February 21, 2008

Grand (and not so grand) Strategy

We don't talk much about strategy, much less grand strategy, around here. But earlier this week, Charlie had the privilege of participating in a day long workshop on just that topic. And while her (nearly completed) PhD is in political science, she's actually trained in comparative politics, not International Relations. Realism, idealism, neo-liberal blah blah just make her cranky. That said, there were a handful of recurring themes that might be of interest to our dear readers.

Iraq and Afghanistan. As one of Charlie's favorite military analysts noted, there really is no point to formulating a grand strategy that doesn't address our obligations in Iraq and Afghanistan. If for example, one is primarily concerned about restoring US legitimacy (a worthwhile pursuit), one should carefully reflect as to how a precipitous withdrawal from Iraq and associated bloodletting would further affect that legitimacy. We are not in an "all else being equal" situation. We're in a real hole here, and have to at least stop digging before we can find our way out. No administration can wish these wars away.

NATO. Ordinarily, NATO is stultifying. Total insomnia cure. But, as we've commented here before, the unraveling mission in Afghanistan has made things, um, interesting. The question is why: why is the US having such trouble pursuing its interests through NATO? Is it because NATO bureaucracy is so bloated and byzantine that even leaders in agreement can't manage to coordinate action? Or is it because US and European interests have genuinely diverged? If it's the latter, NATO reform isn't the answer and we'll need to look for novel ways to re-imagine the trans-Atlantic relationship.

AQ and Iran. Can someone explain to Charlie why the US should confront both al Qaeda and Iran--mutually perceived apostates--at the same time? Now it's true that neither has really targeted the other with much alacrity (though AQI targeting of Iraqi shia does come to mind). But is it unreasonable to think that a grand strategy should, I dunno, consider circumstances that might induce such behavior? Seriously, these people f*cking hate each other. It's literally insane to develop a strategy that requires us fighting them both at the same time, when they'd be more than happy to do it for us. At minimum, pick the crocodile closest to the canoe and contain the other for the time being.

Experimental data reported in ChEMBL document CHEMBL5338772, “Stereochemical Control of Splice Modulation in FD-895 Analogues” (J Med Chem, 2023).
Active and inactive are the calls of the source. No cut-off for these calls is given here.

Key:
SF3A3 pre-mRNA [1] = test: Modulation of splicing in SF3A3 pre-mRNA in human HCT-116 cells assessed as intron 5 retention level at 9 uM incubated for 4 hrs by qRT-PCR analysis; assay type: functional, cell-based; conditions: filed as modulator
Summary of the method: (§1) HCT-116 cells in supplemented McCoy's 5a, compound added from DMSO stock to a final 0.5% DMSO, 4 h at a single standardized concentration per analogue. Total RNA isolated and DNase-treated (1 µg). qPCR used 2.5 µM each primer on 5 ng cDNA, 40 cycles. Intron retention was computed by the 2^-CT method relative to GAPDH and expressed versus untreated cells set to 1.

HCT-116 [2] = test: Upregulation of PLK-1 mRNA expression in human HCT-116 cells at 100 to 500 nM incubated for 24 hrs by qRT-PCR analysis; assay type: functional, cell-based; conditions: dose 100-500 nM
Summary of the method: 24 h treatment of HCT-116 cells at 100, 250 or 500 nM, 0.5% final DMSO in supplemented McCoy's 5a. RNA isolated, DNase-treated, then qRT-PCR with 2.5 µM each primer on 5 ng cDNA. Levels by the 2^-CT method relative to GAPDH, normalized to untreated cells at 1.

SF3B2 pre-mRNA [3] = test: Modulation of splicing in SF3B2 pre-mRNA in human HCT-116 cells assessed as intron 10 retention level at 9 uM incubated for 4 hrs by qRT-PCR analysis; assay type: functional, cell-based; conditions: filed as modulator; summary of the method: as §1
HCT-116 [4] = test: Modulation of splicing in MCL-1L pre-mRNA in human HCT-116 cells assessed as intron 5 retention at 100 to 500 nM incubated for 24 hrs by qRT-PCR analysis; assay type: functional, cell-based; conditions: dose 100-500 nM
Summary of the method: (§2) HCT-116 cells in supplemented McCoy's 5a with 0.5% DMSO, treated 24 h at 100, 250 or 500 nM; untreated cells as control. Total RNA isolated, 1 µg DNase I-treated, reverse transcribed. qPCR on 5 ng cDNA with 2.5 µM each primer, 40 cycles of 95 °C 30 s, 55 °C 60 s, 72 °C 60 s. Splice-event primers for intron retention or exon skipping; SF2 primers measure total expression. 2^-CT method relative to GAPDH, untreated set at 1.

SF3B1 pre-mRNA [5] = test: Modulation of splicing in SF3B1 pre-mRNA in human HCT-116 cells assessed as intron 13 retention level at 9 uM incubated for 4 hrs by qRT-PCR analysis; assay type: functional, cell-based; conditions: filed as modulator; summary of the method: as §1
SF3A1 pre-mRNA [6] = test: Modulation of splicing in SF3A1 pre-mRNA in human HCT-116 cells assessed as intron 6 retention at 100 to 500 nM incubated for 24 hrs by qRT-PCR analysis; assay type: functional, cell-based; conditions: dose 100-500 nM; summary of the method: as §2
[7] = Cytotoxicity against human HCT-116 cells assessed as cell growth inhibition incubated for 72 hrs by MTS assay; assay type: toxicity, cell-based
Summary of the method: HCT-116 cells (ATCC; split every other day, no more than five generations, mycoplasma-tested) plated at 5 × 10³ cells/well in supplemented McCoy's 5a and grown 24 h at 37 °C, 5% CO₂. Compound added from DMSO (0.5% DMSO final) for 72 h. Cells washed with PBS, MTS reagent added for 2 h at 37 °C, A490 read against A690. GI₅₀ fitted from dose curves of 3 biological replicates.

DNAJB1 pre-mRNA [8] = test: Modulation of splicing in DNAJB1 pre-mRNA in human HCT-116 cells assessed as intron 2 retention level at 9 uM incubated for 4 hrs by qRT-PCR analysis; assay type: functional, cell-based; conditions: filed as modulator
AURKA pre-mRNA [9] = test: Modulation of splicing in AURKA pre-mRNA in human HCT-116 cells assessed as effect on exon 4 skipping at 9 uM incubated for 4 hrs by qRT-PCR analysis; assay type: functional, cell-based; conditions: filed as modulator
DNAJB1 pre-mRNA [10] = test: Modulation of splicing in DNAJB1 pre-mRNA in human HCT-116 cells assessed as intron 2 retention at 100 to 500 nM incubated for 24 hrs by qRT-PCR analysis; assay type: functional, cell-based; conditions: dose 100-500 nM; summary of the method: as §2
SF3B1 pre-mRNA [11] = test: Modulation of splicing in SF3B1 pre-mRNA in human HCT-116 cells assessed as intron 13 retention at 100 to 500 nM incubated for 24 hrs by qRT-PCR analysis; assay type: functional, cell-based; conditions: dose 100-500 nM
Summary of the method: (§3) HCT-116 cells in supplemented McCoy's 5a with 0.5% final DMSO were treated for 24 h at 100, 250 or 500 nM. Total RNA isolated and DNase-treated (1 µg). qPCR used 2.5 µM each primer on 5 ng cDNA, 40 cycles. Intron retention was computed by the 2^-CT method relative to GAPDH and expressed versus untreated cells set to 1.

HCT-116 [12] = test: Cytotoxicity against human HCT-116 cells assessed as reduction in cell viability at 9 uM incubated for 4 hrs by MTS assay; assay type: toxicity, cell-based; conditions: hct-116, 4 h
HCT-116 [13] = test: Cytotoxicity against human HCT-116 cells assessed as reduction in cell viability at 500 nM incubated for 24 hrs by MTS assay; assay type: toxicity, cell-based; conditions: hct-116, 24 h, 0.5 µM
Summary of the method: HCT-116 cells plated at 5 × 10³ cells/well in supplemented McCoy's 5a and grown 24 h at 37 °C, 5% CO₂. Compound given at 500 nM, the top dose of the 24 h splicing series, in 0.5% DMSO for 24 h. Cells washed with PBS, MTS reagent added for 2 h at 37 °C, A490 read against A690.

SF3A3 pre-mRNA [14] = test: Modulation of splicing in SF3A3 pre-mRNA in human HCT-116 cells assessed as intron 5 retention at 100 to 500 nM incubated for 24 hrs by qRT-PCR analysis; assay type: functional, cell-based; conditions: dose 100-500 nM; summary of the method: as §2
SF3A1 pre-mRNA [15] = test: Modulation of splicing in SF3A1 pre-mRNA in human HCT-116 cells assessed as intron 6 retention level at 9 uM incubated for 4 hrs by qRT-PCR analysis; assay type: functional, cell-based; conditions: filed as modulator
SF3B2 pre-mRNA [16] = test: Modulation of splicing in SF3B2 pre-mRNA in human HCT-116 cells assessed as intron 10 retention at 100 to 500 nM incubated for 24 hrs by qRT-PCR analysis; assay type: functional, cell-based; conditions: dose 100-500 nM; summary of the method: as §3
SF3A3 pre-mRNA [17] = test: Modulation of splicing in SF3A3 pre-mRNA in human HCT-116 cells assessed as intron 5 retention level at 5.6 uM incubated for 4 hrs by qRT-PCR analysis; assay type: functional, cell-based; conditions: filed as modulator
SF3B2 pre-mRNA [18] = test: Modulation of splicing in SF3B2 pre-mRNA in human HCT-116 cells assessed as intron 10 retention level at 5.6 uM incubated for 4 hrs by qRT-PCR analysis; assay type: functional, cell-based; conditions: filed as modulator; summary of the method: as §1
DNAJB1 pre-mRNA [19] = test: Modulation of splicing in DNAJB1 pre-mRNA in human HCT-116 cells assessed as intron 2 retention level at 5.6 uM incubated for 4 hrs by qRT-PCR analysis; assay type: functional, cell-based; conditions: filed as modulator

Declining American Power. Political scientists love to argue about "polarity": the number hegemons are there in the international system at a given time. But most in attendance seemed to agree that while the "unipolar moment" would continue, it won't last indefinitely. Meaning at some point the US will not be the world's sole superpower. But Charlie isn't convinced that means we'll be facing a "multi-polar" world; color her sanguine on the rise of China, etc. She thinks the US will maintain most of its power advantage in material terms, but the efficacy of that power will decline. We'll still have the biggest military and strongest economy, but it will be substantially more difficult to translate that "power" into actual global influence. Partially because of other sophisticated actors (state and non-state), partially because of epic challenges like climate change, it will just be that much harder to get what we want. And that's a reality any grand strategy will have to face.

Good times! (And we didn't even get to the question of nukes!) Pencil Charlie in for some version of the indirect approach applied globally (exploiting and creating schisms amongst our enemies and the populations they draw upon) and a strong eye toward re-establishing our international legitimacy. But beyond that, it's anyone's guess.